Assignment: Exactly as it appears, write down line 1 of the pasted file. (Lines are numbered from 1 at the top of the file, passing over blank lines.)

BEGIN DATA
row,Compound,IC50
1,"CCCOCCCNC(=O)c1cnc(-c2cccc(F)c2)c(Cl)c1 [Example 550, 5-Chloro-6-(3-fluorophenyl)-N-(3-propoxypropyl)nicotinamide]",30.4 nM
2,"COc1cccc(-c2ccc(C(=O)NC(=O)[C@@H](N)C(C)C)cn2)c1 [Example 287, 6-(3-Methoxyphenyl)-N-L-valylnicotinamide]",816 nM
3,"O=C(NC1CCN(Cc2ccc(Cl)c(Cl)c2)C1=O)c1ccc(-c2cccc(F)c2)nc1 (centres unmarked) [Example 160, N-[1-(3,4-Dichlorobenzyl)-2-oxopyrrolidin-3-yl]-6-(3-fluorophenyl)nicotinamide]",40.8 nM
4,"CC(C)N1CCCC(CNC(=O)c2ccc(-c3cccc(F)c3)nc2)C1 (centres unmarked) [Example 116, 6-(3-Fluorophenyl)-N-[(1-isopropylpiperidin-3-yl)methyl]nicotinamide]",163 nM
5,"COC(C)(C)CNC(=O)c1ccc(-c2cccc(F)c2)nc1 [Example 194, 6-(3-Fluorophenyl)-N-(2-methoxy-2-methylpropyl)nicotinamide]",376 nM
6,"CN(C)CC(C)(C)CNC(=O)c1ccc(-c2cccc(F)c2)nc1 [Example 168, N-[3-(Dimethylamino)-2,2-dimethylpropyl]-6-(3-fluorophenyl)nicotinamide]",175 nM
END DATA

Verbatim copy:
row,Compound,IC50